• Go when you gotta go. Even when it's inconvenient, it's important to fully empty the bladder to avoid bacterial growth.
  • Keep it fresh. During periods, change sanitary pads often to keep genital area clean and dry. 
  • Skip the suds and smelly stuff. Avoid scented personal care products that can irritate the urinary tract. 
  • Ditch the sweaty duds. Change out of wet swimsuits and workout clothes as soon as possible. 
  • Drink up. Water is great for overall health and key to a happy bladder. Get the facts about water intake from the Centers for Disease Control and Prevention.
  • Cozy up to cotton. Cotton underwear is breathable an prevents moisture and bacterial growth.
  • Be smart about sex. If your teen is sexually active, some simple steps may help prevent UTIs:
    • If using lubrication, opt for a water-soluble product, such as K-Y Jelly.
    • Use condoms, but avoid ones that are spermicide-lubricated, which can increase the risk of getting a UTI.
    • After sex, urinate to flush out bacteria.


How do you treat a UTI?

If your teen feels the burn of a UTI, it's important to seek medical care right away. If neglected, infection can spread to other parts of the urinary tract. 

  • A simple urine test performed by a medical provider will confirm if a UTI is present.
  • Most UTIs are treated with oral antibiotics.
  • Symptoms should clear up within about a week.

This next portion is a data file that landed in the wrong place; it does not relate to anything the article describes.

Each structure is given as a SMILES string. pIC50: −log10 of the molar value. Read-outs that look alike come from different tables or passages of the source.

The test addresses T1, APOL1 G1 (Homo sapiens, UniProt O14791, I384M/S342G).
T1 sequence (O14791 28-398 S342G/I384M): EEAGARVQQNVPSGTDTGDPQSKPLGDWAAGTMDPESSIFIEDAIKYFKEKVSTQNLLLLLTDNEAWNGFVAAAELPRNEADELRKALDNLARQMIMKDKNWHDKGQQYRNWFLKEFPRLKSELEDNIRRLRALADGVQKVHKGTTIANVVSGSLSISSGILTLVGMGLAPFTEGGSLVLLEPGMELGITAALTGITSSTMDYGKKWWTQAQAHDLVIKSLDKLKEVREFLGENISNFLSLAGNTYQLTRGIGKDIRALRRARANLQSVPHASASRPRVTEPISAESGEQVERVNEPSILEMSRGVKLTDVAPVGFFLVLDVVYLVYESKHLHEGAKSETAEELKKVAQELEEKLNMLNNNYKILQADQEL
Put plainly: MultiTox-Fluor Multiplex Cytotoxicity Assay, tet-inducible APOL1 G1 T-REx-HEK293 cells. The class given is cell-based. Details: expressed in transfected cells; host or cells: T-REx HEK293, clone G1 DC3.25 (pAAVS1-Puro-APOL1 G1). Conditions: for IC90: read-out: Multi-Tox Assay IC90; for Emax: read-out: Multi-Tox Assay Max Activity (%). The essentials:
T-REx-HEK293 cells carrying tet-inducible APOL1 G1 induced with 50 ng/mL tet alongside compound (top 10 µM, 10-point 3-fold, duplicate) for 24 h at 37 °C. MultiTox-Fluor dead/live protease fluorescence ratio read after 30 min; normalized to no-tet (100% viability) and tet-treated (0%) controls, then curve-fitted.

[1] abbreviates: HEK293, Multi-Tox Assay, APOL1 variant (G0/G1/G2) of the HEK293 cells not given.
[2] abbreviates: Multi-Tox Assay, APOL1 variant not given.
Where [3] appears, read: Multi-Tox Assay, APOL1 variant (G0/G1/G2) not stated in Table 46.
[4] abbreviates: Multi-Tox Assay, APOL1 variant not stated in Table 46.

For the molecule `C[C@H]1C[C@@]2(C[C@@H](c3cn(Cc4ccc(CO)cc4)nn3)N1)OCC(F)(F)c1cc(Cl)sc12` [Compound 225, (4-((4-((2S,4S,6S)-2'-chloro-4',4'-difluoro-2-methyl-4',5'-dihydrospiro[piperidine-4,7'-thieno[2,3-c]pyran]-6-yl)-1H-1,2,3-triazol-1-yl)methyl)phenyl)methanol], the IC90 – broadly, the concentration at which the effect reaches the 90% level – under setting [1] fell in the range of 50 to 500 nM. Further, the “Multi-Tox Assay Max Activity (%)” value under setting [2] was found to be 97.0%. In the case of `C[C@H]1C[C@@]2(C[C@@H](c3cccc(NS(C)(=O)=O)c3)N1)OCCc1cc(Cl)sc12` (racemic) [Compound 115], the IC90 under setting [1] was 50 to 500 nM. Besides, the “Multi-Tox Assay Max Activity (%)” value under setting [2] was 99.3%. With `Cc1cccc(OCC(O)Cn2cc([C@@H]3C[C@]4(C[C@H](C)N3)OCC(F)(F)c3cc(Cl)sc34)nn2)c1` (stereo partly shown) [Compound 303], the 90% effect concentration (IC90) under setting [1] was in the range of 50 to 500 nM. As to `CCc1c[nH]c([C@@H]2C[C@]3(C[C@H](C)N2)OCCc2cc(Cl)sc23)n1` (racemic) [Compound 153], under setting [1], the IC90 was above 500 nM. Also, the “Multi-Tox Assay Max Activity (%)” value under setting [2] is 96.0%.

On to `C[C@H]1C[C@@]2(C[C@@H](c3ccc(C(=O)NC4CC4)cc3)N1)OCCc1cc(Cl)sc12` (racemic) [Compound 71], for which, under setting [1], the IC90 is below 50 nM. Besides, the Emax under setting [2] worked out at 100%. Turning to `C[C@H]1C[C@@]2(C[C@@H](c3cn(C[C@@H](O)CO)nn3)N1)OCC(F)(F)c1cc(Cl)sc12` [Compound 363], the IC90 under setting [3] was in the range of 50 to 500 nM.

• During and after treatment, be sure your teen stays well hydrated.
  • As with any infection treated with antibiotics, it is important to complete the entire course treatment to prevent the infection from returning or getting worse.
  • It's best to avoid sex for a week or so to allow the infection to clear up completely.

Severe or recurring UTIs may require additional treatment and a prevention plan.  


Indigo is here to help — in person and online

If your teen suspects a UTI, there's no need to wait for care. Indigo is open 8 am to 8 pm every day, including weekends and holidays. One of our friendly providers will evaluate your teen's symptoms and provide a prompt diagnosis and treatment plan including a prescription, if needed.  

And if your teen has had UTIs in the past and knows the symptoms, Indigo Virtual Care is a great option. Just answer a short online questionnaire and a provider will get back to you in less than an hour with a diagnosis, treatment plan and prescription, if needed.

You should head to an emergency room for treatment if your teen:

  • Experiences nausea, fever, vomiting, chills, or pain in one side of their back under the ribs.
  • Has diabetes, a weak immune system or kidney problems.
  • Notices blood or pus in their urine.
  • Is pregnant.